About the Joy card
Far above the Ephel Dúath in the West the night sky was dim and pale. There, peeping among the cloud-wrack above a dark tor high up in the mountains, Sam saw a white star twinkle for awhile. The beauty of it smote his heart, as he looked up out of the forsaken land, and hope returned to him. For like a shaft clear and cold, the thought pierced him that in the end the Shadow was only a small and passing thing: there was light and beauty forever beyond its reach.
—J.R.R. Tolkien, The Lord of the Rings
In times like these, it can be hard to remember that in the end the Shadow is only a small and passing thing. I don’t know about you, but the Scriptures help me to remember that. The Scriptures call us to cultivate the joy of the Lord. The joy of the Lord is not a shallow, half-hearted thing. The joy of the Lord is deep—it wells up inside and overflows—not because of circumstances, but because of the reality that transcends them.
I was thinking about this text all last winter before I created the card during the spring. I’ve always wanted to illustrate this passage, but when you get down to it—how do you draw a tree shouting? The closest I could get was to show leaves falling off because of the vibration.* The text, from Isaiah 44, is part of those wonderful last 26 chapters where Isaiah proclaims God’s rescue of Israel. It’s the section I read the most when I am discouraged.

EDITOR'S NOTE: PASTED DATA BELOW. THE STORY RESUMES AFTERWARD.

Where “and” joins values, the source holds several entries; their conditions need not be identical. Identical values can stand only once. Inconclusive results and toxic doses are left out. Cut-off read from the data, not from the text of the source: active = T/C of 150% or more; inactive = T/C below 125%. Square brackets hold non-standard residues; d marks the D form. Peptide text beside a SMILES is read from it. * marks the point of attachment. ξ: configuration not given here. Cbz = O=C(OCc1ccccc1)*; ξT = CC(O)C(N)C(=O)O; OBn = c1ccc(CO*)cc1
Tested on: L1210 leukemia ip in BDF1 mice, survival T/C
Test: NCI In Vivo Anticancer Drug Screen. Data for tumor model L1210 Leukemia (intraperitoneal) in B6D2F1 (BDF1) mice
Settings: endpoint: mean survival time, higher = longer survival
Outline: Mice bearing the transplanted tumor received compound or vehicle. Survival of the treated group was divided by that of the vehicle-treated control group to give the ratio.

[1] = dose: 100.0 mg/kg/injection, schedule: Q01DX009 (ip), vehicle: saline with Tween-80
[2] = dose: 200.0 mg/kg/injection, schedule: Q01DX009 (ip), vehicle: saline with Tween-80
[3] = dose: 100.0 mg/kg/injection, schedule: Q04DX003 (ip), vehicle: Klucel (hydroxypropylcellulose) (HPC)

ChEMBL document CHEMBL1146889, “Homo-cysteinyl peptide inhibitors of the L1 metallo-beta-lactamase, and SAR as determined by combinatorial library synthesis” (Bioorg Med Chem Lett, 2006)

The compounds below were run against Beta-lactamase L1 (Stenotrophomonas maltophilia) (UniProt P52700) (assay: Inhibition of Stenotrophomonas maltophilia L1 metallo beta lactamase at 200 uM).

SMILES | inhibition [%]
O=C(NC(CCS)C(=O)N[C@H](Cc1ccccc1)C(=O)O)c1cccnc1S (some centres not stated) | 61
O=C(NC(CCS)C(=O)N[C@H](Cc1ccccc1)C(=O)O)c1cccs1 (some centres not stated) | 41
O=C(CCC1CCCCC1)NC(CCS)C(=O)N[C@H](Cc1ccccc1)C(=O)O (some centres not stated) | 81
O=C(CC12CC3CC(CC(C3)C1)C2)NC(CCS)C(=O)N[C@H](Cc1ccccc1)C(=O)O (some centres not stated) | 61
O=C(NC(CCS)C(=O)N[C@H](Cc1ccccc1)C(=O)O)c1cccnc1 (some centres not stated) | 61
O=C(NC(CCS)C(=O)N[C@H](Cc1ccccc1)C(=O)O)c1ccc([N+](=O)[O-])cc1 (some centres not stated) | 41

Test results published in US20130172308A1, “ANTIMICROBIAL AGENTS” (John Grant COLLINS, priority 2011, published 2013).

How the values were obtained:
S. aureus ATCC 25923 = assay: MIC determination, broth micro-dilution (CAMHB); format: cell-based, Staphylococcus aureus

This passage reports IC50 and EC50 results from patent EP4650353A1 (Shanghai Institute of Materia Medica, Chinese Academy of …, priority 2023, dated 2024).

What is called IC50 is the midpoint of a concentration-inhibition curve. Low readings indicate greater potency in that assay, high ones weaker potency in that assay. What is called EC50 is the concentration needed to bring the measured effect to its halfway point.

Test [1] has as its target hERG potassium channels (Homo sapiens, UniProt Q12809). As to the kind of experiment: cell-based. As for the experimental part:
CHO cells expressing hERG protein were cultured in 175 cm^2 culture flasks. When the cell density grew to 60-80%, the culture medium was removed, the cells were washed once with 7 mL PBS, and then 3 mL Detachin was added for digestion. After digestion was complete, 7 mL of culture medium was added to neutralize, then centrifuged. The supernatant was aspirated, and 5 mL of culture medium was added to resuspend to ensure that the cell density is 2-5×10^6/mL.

Isaiah calls even the creation itself to break into a shout of joy. He didn’t say that because circumstances were looking good. He said that because God was (and is) in control, and because something wonderful was about to happen. Of course, we know from the New Testament that these chapters point to Jesus. At Christmas we celebrate His coming, and (in my cards anyway) we look forward to His final work of restoration. Because in the end the Shadow is only a small and passing thing.